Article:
Share Course Ware
Social Studies > Political Science > Introduction to the American Political Process
 Introduction to the American Political Process  posted by  member150_php   on 2/14/2009  Add Courseware to favorites Add To Favorites  
Further Reading
More Options

Berinsky, Adam, 17.20 Introduction to the American Political Process, Spring 2004. (Massachusetts Institute of Technology: MIT OpenCourseWare), (Accessed 09 Jul, 2010). License: Creative Commons BY-NC-SA

Introduction to the American Political Process

Spring 2004

Popular vote results for Al Gore in 2000 U.S. Presidential election. (Image courtesy of the Federal Election Commission.)

Course Highlights

This course features a complete set of lecture notes and downloadable assignments.

Course Description

This class introduces students to innovative as well as classic approaches to studying U.S. government. The writing assignments will help you explore, through a variety of lenses, statis and change in the American political system over the last three decades. In the end each student will have a solid grounding in our national political institutions and processes, sharper reading and writing skills, and insight into approaching politics critically and analytically.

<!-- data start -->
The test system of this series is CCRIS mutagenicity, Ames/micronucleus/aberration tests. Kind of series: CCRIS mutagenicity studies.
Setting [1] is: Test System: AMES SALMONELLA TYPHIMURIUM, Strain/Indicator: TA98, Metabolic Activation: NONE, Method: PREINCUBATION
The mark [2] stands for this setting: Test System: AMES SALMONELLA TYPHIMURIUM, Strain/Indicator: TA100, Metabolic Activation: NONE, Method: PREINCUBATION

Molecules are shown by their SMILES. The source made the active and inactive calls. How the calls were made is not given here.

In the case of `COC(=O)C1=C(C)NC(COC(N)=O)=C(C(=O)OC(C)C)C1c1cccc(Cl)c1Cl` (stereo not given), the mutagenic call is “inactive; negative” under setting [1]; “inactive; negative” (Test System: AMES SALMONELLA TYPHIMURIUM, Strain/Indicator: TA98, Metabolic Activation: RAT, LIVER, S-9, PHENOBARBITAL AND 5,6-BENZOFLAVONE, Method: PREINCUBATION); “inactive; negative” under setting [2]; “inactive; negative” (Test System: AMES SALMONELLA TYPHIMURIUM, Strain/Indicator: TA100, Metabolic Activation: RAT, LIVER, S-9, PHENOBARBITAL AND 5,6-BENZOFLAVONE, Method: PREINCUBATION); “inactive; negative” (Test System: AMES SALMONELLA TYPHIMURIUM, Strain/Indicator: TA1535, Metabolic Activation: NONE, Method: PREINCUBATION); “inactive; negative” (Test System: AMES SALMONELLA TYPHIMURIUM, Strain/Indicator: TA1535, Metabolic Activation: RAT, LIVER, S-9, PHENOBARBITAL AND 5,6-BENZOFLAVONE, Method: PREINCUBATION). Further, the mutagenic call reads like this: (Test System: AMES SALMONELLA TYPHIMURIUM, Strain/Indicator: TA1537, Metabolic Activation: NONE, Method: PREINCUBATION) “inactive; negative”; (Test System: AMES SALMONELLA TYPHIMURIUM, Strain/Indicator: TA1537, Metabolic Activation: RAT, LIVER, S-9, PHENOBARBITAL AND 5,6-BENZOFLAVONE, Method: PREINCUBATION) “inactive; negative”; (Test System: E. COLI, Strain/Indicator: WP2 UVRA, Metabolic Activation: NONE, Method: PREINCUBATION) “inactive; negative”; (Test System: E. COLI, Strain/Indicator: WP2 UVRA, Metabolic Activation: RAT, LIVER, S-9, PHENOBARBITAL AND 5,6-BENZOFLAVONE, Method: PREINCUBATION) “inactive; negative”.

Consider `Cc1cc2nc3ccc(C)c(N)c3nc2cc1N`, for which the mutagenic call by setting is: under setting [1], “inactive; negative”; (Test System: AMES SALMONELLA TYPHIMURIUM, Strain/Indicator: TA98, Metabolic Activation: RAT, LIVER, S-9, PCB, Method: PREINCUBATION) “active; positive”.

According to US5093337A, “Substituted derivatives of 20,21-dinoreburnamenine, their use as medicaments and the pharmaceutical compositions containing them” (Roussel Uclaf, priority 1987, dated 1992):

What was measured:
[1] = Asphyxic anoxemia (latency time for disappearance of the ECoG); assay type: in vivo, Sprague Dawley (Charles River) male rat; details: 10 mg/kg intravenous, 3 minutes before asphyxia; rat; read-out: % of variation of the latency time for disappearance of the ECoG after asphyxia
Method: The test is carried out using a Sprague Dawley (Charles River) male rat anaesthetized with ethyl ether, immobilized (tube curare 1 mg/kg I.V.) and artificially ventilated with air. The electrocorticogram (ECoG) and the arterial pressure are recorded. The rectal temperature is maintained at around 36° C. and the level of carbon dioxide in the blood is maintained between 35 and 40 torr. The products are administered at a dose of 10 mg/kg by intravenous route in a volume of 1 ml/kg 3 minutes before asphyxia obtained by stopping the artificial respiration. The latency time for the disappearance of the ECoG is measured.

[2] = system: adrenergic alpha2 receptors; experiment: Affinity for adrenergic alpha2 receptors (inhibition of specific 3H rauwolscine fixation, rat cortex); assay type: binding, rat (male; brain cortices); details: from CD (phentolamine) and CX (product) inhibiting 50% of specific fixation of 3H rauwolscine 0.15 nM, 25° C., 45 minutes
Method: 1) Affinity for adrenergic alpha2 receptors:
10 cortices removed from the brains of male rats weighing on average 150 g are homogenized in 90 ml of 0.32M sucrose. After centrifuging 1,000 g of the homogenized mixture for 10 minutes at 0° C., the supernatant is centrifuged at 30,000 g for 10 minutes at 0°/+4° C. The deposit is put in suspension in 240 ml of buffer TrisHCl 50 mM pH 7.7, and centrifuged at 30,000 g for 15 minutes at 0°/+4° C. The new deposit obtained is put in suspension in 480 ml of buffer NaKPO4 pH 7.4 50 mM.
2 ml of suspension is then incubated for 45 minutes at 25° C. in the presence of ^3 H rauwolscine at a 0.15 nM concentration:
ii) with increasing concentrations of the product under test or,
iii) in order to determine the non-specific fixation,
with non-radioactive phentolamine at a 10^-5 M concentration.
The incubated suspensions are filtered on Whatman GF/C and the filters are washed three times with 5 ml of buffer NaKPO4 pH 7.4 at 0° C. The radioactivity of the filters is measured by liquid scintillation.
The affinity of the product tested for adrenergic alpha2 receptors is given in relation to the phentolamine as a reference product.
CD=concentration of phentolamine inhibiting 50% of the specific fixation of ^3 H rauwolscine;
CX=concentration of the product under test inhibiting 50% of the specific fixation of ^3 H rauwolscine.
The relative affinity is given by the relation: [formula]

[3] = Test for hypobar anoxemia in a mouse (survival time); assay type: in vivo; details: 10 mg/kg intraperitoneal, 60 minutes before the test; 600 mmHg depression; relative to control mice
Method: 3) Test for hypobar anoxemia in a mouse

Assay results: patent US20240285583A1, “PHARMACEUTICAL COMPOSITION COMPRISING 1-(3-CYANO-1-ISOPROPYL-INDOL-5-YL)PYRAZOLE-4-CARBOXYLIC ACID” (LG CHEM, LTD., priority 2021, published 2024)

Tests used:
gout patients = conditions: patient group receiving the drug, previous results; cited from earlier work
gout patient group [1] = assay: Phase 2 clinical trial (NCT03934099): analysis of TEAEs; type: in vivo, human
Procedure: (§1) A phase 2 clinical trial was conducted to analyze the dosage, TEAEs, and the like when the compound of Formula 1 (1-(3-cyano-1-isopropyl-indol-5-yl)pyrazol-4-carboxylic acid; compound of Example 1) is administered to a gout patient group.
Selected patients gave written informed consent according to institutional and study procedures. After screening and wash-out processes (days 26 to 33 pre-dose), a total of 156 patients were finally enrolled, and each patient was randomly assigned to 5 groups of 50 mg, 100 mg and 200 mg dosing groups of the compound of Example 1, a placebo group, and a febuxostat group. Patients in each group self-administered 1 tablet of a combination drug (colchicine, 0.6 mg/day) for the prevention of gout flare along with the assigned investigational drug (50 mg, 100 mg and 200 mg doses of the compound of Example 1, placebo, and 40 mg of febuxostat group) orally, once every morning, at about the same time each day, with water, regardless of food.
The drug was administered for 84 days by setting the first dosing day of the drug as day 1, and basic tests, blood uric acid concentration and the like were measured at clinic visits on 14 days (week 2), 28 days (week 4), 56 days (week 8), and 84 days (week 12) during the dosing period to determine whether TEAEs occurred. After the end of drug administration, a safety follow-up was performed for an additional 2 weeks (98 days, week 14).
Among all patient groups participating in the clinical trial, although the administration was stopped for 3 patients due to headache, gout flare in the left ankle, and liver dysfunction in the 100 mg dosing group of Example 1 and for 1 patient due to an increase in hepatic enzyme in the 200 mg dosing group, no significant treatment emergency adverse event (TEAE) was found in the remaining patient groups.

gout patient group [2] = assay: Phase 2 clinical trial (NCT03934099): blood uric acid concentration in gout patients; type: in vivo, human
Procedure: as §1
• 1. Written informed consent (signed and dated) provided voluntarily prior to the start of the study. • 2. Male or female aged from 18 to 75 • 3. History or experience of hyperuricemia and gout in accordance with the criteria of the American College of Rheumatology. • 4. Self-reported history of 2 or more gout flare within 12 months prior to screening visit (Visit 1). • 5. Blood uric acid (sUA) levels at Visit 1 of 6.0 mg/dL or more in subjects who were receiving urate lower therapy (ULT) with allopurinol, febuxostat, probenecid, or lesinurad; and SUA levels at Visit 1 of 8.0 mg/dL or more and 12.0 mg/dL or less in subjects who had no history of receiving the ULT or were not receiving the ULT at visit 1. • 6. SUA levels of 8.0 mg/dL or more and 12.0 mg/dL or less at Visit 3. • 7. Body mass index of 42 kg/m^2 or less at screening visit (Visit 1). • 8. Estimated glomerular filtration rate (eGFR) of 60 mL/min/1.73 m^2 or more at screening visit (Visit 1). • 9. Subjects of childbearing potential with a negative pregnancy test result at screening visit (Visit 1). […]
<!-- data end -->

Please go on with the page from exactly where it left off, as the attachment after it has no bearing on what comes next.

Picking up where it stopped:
Welcome to Introduction to the American Political Process. This course, as the title implies, is intended to present you with an introduction to American government and the political system. This is not a history course, nor is it a class on current affairs (though both of these subjects are critical to the study of political science). Instead, we will focus on currents of thought among social scientists about the workings of U.S. politics and develop a systematic way to think about political institutions, behaviors, and traditions in the United States.

Requirements and Expectations

You are expected to attend lecture and sections. You are further expected to come prepared to discuss the issues raised in the readings. Please read the assigned materials before class on the date they are listed. Feel free to ask questions about current events, assigned readings, or lecture material during or after lecture.

To meet the purpose of the course, you will be expected to both consume and digest readings from scholarly and journalistic sources. You are also expected to be aware of current events, especially relating to American politics. I highly recommend that you subscribe to and read a national newspaper, such as the Wall Street Journal or the New York Times.

Lectures are an important part of the class. However, in two hours a week, I can only hope to provide you with an introduction to the material. The lectures will attempt to give you a framework for thinking about the readings. Hopefully, they will help you build a more comprehensive picture of each week's topic from the assigned texts.


This is a communication intensive course. As such you are required to write at least 25 pages and participate in class discussions. Your grade will be determined as follows: